Commentary, Trump Administration

What you need to know about rumored Trump Supreme Court pick

Neil Gorsuch

Neil Gorsuch

There are unconfirmed reports this afternoon that Donald Trump will nominate federal appeals court judge Neil Gorsuch to the Supreme Court tonight at 8:00 p.m. As was argued in this morning’s edition of the Weekly Briefing, there are many good reasons why senators ought to reject any nominee at this point from our lawless and dishonest president (many of which ought also to be reason enough for any self-respecting judge to decline any connection to Trump).

Assuming, however, that Gorsuch accepts the nomination that Republicans hope to steal from President Obama, here are some basic things you should know about him, courtesy of Elliot Mincberg of People for the American Way:

“Although Gorsuch’s record prior to becoming a judge was not nearly as problematic as [William] Pryor’s, his record as a judge and a lawyer make clear his extreme views. As a judge, he has consistently ruled against workers and in favor of big corporations. For example, he argued in dissent that the court should overturn a Department of Labor fine against a company whose failure to train a worker caused his death, and wrote an opinion holding that federal law did not even protect the in-house counsel of a state fire marshal from sex discrimination. He has harmed women’s reproductive rights through joining opinions that both for-profit companies and non-profits can refuse to provide contraceptive coverage to women under the ACA. He also argued in dissent that the Governor of Utah should be able to defund Planned Parenthood there as a result of false videos purporting to show other Planned Parenthood affiliates negotiating the sale of fetal tissue. As an advocate, he has tried to restrict or eliminate one of the most effective legal tools against corporate securities fraud, class actions against corporations. And he has gone even further to the right than Justice Scalia in arguing for the elimination of the so-called Chevron doctrine, under which courts defer to administrative agency interpretations of ambiguous statutes, which has been extremely important on environmental, job safety, and other issues.”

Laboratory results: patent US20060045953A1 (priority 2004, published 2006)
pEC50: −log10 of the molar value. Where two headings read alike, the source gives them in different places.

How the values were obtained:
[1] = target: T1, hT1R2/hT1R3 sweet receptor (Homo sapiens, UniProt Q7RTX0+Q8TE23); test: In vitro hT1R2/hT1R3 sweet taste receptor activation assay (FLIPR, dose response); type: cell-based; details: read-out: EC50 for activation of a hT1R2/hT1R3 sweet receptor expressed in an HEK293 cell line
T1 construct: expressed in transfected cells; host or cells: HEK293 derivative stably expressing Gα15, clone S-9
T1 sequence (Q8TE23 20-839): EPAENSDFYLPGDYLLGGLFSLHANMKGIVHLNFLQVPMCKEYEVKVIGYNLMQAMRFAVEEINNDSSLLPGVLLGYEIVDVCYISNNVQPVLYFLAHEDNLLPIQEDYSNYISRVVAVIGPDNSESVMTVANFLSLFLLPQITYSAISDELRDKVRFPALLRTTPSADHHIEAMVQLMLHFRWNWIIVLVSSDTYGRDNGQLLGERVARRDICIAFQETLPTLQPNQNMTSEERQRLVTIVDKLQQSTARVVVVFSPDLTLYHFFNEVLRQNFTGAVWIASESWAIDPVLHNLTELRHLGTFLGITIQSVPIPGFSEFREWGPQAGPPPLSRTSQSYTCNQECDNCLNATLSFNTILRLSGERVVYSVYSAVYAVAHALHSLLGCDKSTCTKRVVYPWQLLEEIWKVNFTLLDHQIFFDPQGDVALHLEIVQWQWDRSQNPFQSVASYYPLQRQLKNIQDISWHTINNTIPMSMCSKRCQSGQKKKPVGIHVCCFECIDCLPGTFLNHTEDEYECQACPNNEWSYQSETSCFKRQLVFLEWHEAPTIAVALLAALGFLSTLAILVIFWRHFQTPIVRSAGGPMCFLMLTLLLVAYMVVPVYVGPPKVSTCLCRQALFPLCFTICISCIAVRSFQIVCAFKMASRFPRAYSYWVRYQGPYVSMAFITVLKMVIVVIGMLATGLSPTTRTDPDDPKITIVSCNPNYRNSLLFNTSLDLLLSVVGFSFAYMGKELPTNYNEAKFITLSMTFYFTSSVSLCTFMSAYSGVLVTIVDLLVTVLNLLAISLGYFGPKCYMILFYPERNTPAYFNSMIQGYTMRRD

And this is from Ian Millhiser of the Center or American Progress:

“Like many names on Trump’s list, Judge Neil Gorsuch has strong social conservative credentials. He authored a book arguing against legalization of assisted suicide and euthanasia, and he sided with religious employers seeking to limit their employees’ rights to birth control coverage in the lower court decision in Hobby Lobby.

Gorsuch also emerged as one of the judiciary’s leading spokespeople for an effort to hobble the Obama administration’s ability to promulgate progressive labor and environmental regulations. In the waning years of Obama’s presidency, Federalist Society events grew increasingly fixated on limiting federal agencies’ authority to take regulatory action of any kind. Often, they focused their ire on the Supreme Court’s venerable Chevron doctrine, which holds that courts should generally defer to agencies when the law authorizing a regulation is ambiguous, and typically should only strike down such regulation if the law clearly does not permit the agency’s action to move forward.

Gorsuch may be the judiciary’s most vocal proponent of the Federalist Society’s crusade. In a 2016 opinion, he claimed that Chevron is “more than a little difficult to square with the Constitution of the framers’ design.”

The practical impact of a court decision overruling Chevron would be a significant shift in power from a branch of government that is elected, the executive, to a branch that is not, the judiciary. Currently, when the law is uncertain, courts defer to executive agencies. Under Gorsuch’s preferred rule, courts would instead decide for themselves which regulations will stand and which will go?—?and they will do so without much statutory guidance since Chevron is only an issue when the law is unclear.

In such a world, it would matter even more which party controls the Supreme Court. Rather than deferring to rules pushed by a Democratic administration, a Republican Court would be free to strike these rules down. Meanwhile, the same Court would be free to uphold every single regulation pushed by a republican administration.”

Stay tuned, we will have full coverage tonight and tomorrow.

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